The mushroom cultivator. A practical guide to growing mushrooms at home

Paul Stamets. The mushroom cultivator. A practical guide to growing mushrooms at home. - Agarikon press, 1983

: [url=http://txt.drevle.com/text/stamets-mushroom_cultivator-a_practical_guide-1983/309]Paul Stamets. The mushroom cultivator. A practical guide to growing mushrooms at home. - Agarikon press, 1983[/url]
 

Содержание

FOREWORD by Dr. Andrew Weil

PREFACE

I. INTRODUCTION TO MUSHROOM CULTURE

II. STERILE TECHNIQUE AND AGAR CULTURE

III. GRAIN CULTURE

IV. THE MUSHROOM GROWING ROOM

V. COMPOST PREPARATION

VI. NON-COMPOSTED SUBSTRATES

VII. SPAWNING AND SPAWN RUNNING IN BULK SUBSTRATES

VIII. THE CASING LAYER

IX. STRATEGIES FOR MUSHROOM FORMATION (PINHEAD INITIATION)

X. ENVIRONMENTAL FACTORS: SUSTAINING THE MUSHROOM CROP

XL GROWING PARAMETERS FOR VARIOUS MUSHROOM SPECIES

XII. CULTIVATION PROBLEMS AND THEIR SOLUTIONS: A TROUBLESHOOTING GUIDE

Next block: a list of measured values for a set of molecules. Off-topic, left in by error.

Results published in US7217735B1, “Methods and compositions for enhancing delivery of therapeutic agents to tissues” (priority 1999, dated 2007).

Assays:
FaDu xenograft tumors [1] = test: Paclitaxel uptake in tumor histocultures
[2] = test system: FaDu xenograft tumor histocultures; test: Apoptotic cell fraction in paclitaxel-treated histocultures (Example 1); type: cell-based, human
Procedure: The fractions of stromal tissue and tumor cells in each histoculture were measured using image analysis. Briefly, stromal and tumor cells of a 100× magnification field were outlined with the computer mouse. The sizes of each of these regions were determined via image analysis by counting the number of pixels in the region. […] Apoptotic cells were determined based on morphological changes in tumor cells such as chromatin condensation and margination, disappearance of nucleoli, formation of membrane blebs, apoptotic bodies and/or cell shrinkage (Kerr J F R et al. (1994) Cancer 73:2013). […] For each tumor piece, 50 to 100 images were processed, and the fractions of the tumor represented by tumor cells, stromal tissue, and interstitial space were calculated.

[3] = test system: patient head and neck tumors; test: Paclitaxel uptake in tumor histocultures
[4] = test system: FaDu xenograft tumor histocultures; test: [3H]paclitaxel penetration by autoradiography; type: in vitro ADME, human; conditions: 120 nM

XIII. THE CONTAMINANTS OF MUSHROOM CULTURE: IDENTIFICATION AND CONTROL

XIV. THE PESTS OF MUSHROOM CULTURE

XV. MUSHROOM GENETICS

APPENDICES

GLOSSARY

BIBLIOGRAPHY

INDEX

PHOTOGRAPHY AND ILLUSTRATION CREDITS

ACKNOWLEDGEMENTS

OCR
The Contaminants of Mushroom Culture/287

Comments: Humicola plays an important role in the conversion of the nitrogen in ammonia into
protein rich compounds that the mushroom mycelia can digest. In this regard Humicola is an ally to
the compost preparation process. Compost makers have long believed that Humicola nigrescens
should be encouraged to grow during Phase II because a compost colonized with it resulted in
higher yields. Humicola prospers in the 115-125 (1 30)°F. range. When the finished compost has
been brought down to spawning temperature, these fungi are rendered inactive, and are then consumed by the mushroom mycelium.

On grain Hum/cola grisea is most frequently seen; on horse manure/straw composts
Humicola nigrescens is most commonly encountered. Humicola that occurs during cropping does
not seem to pose a serious threat to the overall crop.
Most species are mesophilic; some are thermophilic; and all are saprophytic. Hum/cola is not a
problem contaminant.

See Torula, another therm ophilic fungus beneficial to composting.
For

more information consult:

Bels-Koning, H.C., Gerrits, J.P.G., and Vaandrager, M.H. 1962. "Some Fungi Appearing
Towards the End of Composting," Mushroom Science V.

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